The Centre is working on a national policy on synthetic biology, an emerging science that deals with engineering life forms for a wide range of applications from making designer medicines to foods.
A range of experts from India, who were consulted for a guidance report ahead of the formal drafting of the policy, concluded in their report that “...It is time for India to consolidate its stand on the science of synthetic biology and communicate its interests and aspirations in relevant international fora with clarity and should avoid conflicting stands on science on one hand and policy on the other. “
The 70-page ‘compilation’ document as it is called lays out the state of synthetic biology internationally with respect to research and development and the involvement of private sector, globally, in dealing with synthetic biology.
“Though it is not customary to elaborate the principles of international law and policies, as presented in this compilation, it is important to consider these elements while developing the national policy, especially since the science and regulatory framework related to use of the science is driven by global considerations and decisions,” the experts note.
As part of the 12th Five-Year Plan, India had set up a task force on systems biology and synthetic biology research in 2011. This body underlinedthe potential benefits from synthetic biotechnology in biofuels, bioremediation, biosensors, food and health and made a strong case for a push for the technology and highlighted that India could be a world leader as a protector and supporter of “open source biological platforms”.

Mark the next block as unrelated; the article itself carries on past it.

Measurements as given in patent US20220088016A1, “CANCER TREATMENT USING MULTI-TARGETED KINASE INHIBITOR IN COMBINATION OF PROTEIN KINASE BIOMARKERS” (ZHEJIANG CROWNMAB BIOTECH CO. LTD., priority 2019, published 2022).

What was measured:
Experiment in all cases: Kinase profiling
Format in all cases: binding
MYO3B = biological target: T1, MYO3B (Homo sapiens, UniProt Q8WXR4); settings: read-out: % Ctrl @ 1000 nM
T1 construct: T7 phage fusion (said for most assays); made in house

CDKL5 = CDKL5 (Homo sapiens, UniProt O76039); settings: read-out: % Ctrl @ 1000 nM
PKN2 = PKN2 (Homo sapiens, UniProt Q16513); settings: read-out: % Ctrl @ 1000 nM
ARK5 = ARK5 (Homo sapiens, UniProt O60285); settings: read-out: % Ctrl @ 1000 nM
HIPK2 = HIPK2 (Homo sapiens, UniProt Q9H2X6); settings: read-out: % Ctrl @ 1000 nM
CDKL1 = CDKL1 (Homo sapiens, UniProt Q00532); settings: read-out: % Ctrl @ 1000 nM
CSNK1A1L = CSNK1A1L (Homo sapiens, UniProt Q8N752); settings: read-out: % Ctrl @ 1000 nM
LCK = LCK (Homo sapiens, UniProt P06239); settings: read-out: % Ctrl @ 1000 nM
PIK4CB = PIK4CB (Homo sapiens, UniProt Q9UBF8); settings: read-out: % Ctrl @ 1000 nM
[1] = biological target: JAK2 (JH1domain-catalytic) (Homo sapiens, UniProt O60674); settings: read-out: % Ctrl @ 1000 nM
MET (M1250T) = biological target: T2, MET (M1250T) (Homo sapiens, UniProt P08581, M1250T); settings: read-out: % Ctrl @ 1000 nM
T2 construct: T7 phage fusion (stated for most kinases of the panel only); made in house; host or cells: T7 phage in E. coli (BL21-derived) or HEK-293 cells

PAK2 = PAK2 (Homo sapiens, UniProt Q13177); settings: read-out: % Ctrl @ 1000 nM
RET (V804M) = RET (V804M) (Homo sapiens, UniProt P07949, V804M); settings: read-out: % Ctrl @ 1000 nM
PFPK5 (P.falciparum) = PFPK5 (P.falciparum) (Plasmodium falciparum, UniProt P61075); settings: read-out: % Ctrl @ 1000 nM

However, Parliament is yet to clear the Biotechnology Regulatory Authority of India Bill, 2013, that had mooted the creation of an independent regulator to adjudicate research around genetic engineering that could have also encompassed synthetic biology. There’s also a ban on commercial genetically modified brinjal and many States have restrictions on field trials on GM food crops.
Synthetic biology, the report notes, is seen as one of the top 10 breakthrough technologies as part of the “new industrial revolution“ that are “most likely to change the world”, and the regulation of both the benefits and risks become important for the international community and the accelerating pace of scientific research and research irregularities about the specific benefits of synthetic biology created “complex challenges” for national regulation.
“The regulatory challenge is how to leverage its anticipated benefits while guarding against its potential risks. The laws and regulations framework governing traditional tools and products of biotechnology can be applicable to this relatively nascent field in some ways, but most often it fails to fully adapt to the evolving possibilities of synthetic biology,” it notes.
Instances of application of synthetic biology include the use of gene editing systems such as CRISPR that allow defective genes in animals, plants and even people to be silenced, or changed, and control biological outcomes. The discovery of the CRISPR system earned scientists Jennifer Doudna and Emmanuelle Charpentier the Nobel Prize for Chemistry in 2020.